The German blitz on Belfast on the night of May 4 and 5, 1941, and the other Easter air-attacks on the city which are currently being commemorated, have already been mentioned on Roamers page.
Along with News Letter readers’ memories of children being evacuated to the country, and several Air Raid Precautions (ARP) handbooks that have arrived in Roamer’s mailbox, there have been a number of other interesting notes and emails about the blitz.
Please keep sending these wartime stories, accounts and reminiscences – they’re much appreciated and they’ll all be shared here.
Mitchell Smyth has sent another poignant reminder of the traumas faced by the child-evacuees and their parents – a newspaper notice announcing that “elaborate provision” had been made for all the youngsters for the train journey “to their new homes in the big evacuation from the city”.
I couldn’t help but speculate on the provisions that might be offered to today’s young folk faced with similar circumstances!
Fizzy drinks instead of milk; burgers instead of ham sandwiches and even if barley sugar is still available would there be an outcry because there are no mobile phones or computer games on the list of rations?!
“We have in our possession a brass hand bell with the letters ARP on it,” began Jim Wallace’s email, adding: “When I stayed with my grandparents in the 1950s near the airport it sat on the hall table.”
Jim and his family have been wondering what the letters ARP stood for “and it was only reading your recent article in the News Letter that we realised it stands for Air Raid Precautions.”
Some details from two Second World War ARP booklets have been reproduced on this page, particularly about the precautions that should be taken when a family home was hit by a German incendiary bomb.
Jim Wallace’s mail ended “do you know any more about these ARP bells and you could enlighten us”?
I checked back on the little green ARP booklet number 8 – ‘The Duties of an Air Raid Warden’ – and discovered Jim’s bell on page 14, along with a wooden rattle and a whistle!
These were all put into action when there were “local gas warnings”.
If a gas bomb was dropped, or if the local gas supply was damaged by a bomb – there were various levels of ‘preliminary warnings’, ‘preliminary cautions’ and ‘action warnings’, all given by sirens – “either a fluctuating or warbling blast”.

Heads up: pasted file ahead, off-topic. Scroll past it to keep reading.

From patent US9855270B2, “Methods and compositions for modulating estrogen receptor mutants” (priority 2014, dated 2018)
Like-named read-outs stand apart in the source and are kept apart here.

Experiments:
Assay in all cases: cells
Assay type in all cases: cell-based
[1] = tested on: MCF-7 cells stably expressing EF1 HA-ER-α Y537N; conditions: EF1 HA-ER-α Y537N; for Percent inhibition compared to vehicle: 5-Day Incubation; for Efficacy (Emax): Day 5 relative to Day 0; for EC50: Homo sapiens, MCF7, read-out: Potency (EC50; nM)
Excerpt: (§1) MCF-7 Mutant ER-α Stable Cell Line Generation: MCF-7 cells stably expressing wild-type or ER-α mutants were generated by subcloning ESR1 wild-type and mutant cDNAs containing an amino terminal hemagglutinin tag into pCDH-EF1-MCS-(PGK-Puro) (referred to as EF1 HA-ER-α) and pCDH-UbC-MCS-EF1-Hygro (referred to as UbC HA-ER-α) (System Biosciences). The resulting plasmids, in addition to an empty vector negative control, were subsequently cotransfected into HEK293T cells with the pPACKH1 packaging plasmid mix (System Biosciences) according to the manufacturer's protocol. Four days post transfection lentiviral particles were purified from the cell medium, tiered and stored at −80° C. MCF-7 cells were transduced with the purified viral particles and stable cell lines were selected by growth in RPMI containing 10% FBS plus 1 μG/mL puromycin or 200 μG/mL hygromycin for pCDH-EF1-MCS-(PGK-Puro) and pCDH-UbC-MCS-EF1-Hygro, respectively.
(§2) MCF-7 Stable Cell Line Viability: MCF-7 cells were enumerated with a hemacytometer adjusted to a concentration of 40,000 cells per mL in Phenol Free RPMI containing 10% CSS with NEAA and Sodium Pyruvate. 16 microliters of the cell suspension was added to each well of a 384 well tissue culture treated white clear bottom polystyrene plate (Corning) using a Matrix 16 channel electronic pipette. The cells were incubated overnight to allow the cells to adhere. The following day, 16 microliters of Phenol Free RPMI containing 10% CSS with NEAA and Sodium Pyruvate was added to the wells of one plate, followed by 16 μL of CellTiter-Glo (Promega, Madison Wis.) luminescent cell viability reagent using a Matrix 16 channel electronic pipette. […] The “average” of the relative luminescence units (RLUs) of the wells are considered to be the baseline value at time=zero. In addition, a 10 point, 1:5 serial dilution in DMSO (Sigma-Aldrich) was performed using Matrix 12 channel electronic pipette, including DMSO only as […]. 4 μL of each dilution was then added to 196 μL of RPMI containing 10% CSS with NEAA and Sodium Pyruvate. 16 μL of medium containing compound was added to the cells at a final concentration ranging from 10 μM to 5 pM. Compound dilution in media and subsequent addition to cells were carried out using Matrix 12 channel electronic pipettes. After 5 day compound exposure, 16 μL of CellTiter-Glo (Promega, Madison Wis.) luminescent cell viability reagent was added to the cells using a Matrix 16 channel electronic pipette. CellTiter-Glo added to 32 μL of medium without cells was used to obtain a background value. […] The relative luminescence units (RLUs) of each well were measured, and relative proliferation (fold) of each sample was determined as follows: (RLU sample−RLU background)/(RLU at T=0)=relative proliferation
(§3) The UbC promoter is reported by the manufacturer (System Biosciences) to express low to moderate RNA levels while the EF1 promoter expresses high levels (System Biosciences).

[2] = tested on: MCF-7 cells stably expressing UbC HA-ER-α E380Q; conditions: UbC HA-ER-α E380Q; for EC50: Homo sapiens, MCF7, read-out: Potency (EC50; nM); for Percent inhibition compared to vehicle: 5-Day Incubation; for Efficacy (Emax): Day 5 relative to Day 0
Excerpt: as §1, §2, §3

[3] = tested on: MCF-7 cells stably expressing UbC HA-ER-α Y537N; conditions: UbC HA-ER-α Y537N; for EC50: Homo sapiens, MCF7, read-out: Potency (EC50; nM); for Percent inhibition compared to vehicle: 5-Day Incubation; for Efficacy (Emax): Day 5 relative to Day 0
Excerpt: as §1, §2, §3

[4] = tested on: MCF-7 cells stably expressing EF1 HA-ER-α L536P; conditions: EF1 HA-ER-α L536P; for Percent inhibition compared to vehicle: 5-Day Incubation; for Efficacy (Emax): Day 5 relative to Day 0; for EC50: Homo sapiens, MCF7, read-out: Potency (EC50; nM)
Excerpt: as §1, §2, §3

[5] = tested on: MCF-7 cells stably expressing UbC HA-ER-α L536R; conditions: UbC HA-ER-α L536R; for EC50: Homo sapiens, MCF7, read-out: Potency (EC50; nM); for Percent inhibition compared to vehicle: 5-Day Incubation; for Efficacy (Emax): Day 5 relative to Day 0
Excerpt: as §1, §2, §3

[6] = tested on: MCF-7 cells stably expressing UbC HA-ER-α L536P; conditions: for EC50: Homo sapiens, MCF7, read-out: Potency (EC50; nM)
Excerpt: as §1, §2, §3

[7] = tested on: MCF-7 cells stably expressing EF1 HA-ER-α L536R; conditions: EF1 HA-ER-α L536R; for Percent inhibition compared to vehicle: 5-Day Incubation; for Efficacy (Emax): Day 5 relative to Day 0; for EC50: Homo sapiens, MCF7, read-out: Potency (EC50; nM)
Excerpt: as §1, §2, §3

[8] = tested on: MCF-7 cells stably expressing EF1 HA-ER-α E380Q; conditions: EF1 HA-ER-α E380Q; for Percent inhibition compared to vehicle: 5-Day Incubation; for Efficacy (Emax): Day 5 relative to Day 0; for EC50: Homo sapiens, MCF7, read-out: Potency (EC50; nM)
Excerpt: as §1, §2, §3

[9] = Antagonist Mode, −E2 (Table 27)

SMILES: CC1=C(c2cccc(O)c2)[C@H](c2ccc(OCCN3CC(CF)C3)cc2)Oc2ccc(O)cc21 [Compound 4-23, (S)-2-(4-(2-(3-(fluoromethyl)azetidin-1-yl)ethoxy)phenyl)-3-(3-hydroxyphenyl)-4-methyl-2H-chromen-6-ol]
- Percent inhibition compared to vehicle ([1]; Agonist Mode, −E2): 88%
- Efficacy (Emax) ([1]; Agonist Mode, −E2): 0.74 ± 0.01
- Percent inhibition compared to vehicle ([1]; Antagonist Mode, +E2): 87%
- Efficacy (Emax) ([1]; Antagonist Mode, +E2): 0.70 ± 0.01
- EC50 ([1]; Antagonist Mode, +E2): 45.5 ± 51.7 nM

Wooden rattles and whistles were used by wardens “to signal to anyone who remains out of doors and appears to ignore the sirens”.
According to the ARP Handbook, Jim’s handbell was a much more comforting sound – “the cancellation of the local gas warning will be by handbells, rung through the streets. Handbells may also be used to repeat the ‘raiders passed’ signal, but only if there’s no gas. Handbells will in fact be an ‘all clear’ signal.”
Another reader’s email this week comes from Hugh McGrattan, about “the tragic events of Easter 1941, when Belfast suffered one of the most devastating air attacks on any British city outside London”.
The rest of today’s page is a compilation of extracts from Hugh’s email, which began by explaining that the severity of the attack “was the result of inadequate defence planning in the years preceding the Second World War”.
“Perhaps there was the forlorn hope that the Nazis would not risk sending their bombers so far to the west. As a result, the anti-aircraft guns defending Belfast and Londonderry were far too few in number and the Province was without radar stations or observer posts to give early warning of the approach of the enemy.”
“Although the Royal Air Force appears to have had little effect in stemming the hordes of Nazi bombers attacking Belfast, it should be remembered that the Province’s airborne defence consisted of a single Hurricane fighter squadron based at Aldergrove.”
“The dozen or so aircraft comprising No 245 Squadron had been sent to the Province from Turnhouse in Scotland the previous July, charged with the defence of Belfast and for convoy protection duties. However, it was not a night squadron and therefore was only fully operational under daylight conditions.”
“To make matters worse, when the entire telephone system was disabled in the raid of 15/16 April, co-ordination between land and air forces was lost and, although Hurricanes did take off, they could not be directed to where they were most needed.”
“However, the officer commanding 245, Squadron Leader J W C Simpson, DFC, did succeed in shooting down two of the intruders on other raids – a Heinkel 111 over Downpatrick on 8 April and a Junkers 88 near Ardglass on 6 May. He later shot down a Dornier near Stranraer when flying from Aldergrove and was awarded a bar to his DFC.”
“Squadron Leader Simpson survived the war with a total of 12 enemy aircraft destroyed. Tragically, he committed suicide in London in 1949.”
“The effect of the Belfast blitz was felt throughout the Province, of course, with substantial numbers of city people who had been bombed out of their homes seeking refuge in various parts of the Province. The pain of the deaths sustained in Belfast was also to be felt far beyond the city’s boundaries.”
There’ll be more from Hugh McGrattan’s very moving writings about the blitz, and other folks’ wartime memories, in the near future.